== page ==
Tuesday, March 17, 2020

Scrap The Big Standardized Test!

Education writers have been saying it for a week. I said it.

There are plenty of reasons to question the high stakes use of these tests in any year, but one thing is clear—this year, they will produce no useful data.

Peter DeWitt said it.

Given all of the stressors that students, teachers, staff and leaders are under right now, and given the fact that there is still so much we do not know about Covid-19, might education departments, like NY State's Education Department, take this one step further and cancel the assessments all together for just one year? Schools have enough to worry about, and high stakes testing should not be on their plate of concerns. 

Steven Singer said it.

This is at least a month of wasted schooling. If we got rid of all the pretests and administrator required teaching-to-the-test, we could clear up a good 9-weeks of extra class time.

Education leaders in states across the country are saying it. Here's Michigan state superintendent Michael Rice:

In many cases, children will have experienced trauma. In other cases, they will simply need to be reacclimated into their schools. In all cases, students will have missed instruction, and this lost instruction will render any conclusions about test results dubious, especially any comparisons across school years and in light of the pending public health concerns of parents, students, and staff. 

And here's Rick Hess, ordinarily a supporter of accountability systems, writing an open letter to Betsy DeVos:

It's time to scratch federally mandated state testing for 2020. All of it. All of the reading, math, and science testing mandated by the Every Student Succeeds Act. Scratch it. Period.

The data's value is usually that its broadly consistent and comparable. Well, the 2020 data won't be. No one should want states or districts plugging erratic, dubious data into accountability systems or public report cards. If that creates headaches for scorecards, accountability systems, or researchers, so be it.

Massachusetts folks have a petition. And, of course, some states have already grokked the writing on the wall and lowered the boom on the test.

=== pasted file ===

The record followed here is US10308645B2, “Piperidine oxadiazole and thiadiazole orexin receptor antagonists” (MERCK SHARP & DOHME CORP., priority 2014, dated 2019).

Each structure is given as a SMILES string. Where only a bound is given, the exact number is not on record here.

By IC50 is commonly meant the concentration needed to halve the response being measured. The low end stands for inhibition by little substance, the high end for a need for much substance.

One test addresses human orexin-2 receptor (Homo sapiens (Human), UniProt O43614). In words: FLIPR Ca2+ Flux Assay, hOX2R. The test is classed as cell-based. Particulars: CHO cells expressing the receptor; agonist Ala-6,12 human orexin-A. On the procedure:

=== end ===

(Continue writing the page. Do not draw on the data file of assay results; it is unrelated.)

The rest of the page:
This will make the worst applesauce
If, like me, you're not a fan of the Big Standardized Test, this year's can only be seen as gumming up the works even worse. But if you are a fan of data collection via testing, then you also have to hate the prospect of an entire year's worth of what is, at worst, bad data and is, at best, data that will require folks to compare apples to one big ugly watermelon. This data will not be usable to measure growth; it will not be comparable to any other year, and it will be impossible to suss out how the huge coronavirus variable factors into the results. This year's data would be literally meaningless.

Giving the test this year serves nobody's interest (beyond, of course, the test manufacturers who sell the damned things). It is a huge waste of time and money during a year in which both are being sucked away by a national health crisis.

I hear that some states are working on it, that some groups are back there trying to sell the idea. Jump on in and make the case. Send a note to your legislators, your department of education, anyone who could help.

Incidentally, this goes double for all those states that require their third graders to pass a standardized reading test in order to move to fourth grade. That test should also be scrapped, scratched, booted, abandoned and otherwise ejected from this year's game plan. That is way too much to load onto eight year olds.

There is too much hanging over the heads of students, teachers, and parents. This is one concern that can be easily set aside, and the folks in charge should do so ASAP.


  1. Michael Rice (MI) re coronavirus:
    "In many cases, children will have experienced trauma."

    Clearly he hasn't spent much time in Forest Park, Chaldean Town,
    Poletown East, Milwaukee Junction, Petosky-Otsego, Gold Coast, or
    Herman Gardens. Among other neighborhoods.

    1. Those are neighborhoods in the poorest sections of Detroit.

  2. I think we will need every minute when and if we return to school, so the tests would waste more precious time than they do on a normal year. Interestingly though the results might reveal what most of us already know, that the tests measure income, parental education level, and socio-economic class. Homes that have the resources to learn will produce similar grades as in the past, while homes that do not have the resources will produce even worse scores on tests that measure opportunity. Again we shouldn’t require the test, but the results could be the nail in the coffin for the future of the tests...thoughts?